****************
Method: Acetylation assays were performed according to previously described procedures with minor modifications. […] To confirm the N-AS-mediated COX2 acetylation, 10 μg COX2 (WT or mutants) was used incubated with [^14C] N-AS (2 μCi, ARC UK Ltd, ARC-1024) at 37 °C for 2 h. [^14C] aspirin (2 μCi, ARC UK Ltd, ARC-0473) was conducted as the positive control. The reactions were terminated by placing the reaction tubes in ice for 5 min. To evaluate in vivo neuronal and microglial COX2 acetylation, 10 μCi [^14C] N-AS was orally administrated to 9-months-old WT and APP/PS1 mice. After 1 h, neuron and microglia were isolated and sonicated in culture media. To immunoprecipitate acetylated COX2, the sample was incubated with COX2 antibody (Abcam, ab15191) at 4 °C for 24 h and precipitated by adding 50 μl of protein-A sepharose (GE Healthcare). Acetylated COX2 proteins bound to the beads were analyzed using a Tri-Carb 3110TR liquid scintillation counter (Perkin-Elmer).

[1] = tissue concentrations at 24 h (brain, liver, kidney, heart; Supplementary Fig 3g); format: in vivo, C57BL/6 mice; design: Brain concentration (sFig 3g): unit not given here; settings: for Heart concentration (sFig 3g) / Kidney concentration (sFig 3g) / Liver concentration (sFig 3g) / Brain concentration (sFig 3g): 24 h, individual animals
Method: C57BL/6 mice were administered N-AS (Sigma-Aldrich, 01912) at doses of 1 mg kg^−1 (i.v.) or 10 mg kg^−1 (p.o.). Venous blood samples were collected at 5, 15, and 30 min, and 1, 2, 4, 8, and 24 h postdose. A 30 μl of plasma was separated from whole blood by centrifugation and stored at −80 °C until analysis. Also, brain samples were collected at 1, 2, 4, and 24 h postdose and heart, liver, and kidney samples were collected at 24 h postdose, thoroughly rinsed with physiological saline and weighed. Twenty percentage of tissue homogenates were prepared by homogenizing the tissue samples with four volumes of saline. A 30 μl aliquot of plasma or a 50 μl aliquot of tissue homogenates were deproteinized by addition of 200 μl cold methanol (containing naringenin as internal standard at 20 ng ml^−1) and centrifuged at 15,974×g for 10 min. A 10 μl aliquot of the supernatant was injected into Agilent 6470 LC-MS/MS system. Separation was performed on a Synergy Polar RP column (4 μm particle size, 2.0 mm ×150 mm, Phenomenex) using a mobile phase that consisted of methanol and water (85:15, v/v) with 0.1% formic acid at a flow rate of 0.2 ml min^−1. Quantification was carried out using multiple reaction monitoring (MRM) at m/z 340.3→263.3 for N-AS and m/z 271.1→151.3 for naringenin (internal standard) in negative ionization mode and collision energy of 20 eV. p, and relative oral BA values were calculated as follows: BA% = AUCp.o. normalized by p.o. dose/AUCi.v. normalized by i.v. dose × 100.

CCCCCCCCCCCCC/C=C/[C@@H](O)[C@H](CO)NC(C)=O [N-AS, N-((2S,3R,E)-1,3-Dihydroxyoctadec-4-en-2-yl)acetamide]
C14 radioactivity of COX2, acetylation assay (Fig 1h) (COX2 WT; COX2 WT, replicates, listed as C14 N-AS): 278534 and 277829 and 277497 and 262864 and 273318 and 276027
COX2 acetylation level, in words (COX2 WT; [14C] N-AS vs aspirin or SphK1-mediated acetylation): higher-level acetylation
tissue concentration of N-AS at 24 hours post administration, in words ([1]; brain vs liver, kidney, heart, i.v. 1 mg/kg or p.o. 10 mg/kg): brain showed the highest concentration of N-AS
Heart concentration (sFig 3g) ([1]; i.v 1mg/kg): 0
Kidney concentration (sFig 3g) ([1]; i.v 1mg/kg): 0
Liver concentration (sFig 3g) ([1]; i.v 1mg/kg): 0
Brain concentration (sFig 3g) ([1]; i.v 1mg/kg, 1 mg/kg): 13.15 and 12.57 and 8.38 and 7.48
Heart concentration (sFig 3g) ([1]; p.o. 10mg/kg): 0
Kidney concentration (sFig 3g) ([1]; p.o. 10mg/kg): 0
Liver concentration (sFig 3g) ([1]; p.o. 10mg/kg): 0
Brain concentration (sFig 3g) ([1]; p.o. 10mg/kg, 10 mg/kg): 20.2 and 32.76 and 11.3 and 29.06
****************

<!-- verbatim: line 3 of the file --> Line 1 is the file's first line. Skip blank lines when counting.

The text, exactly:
Method: C57BL/6 mice were administered N-AS (Sigma-Aldrich, 01912) at doses of 1 mg kg^−1 (i.v.) or 10 mg kg^−1 (p.o.). Venous blood samples were collected at 5, 15, and 30 min, and 1, 2, 4, 8, and 24 h postdose. A 30 μl of plasma was separated from whole blood by centrifugation and stored at −80 °C until analysis. Also, brain samples were collected at 1, 2, 4, and 24 h postdose and heart, liver, and kidney samples were collected at 24 h postdose, thoroughly rinsed with physiological saline and weighed. Twenty percentage of tissue homogenates were prepared by homogenizing the tissue samples with four volumes of saline. A 30 μl aliquot of plasma or a 50 μl aliquot of tissue homogenates were deproteinized by addition of 200 μl cold methanol (containing naringenin as internal standard at 20 ng ml^−1) and centrifuged at 15,974×g for 10 min. A 10 μl aliquot of the supernatant was injected into Agilent 6470 LC-MS/MS system. Separation was performed on a Synergy Polar RP column (4 μm particle size, 2.0 mm ×150 mm, Phenomenex) using a mobile phase that consisted of methanol and water (85:15, v/v) with 0.1% formic acid at a flow rate of 0.2 ml min^−1. Quantification was carried out using multiple reaction monitoring (MRM) at m/z 340.3→263.3 for N-AS and m/z 271.1→151.3 for naringenin (internal standard) in negative ionization mode and collision energy of 20 eV. p, and relative oral BA values were calculated as follows: BA% = AUCp.o. normalized by p.o. dose/AUCi.v. normalized by i.v. dose × 100.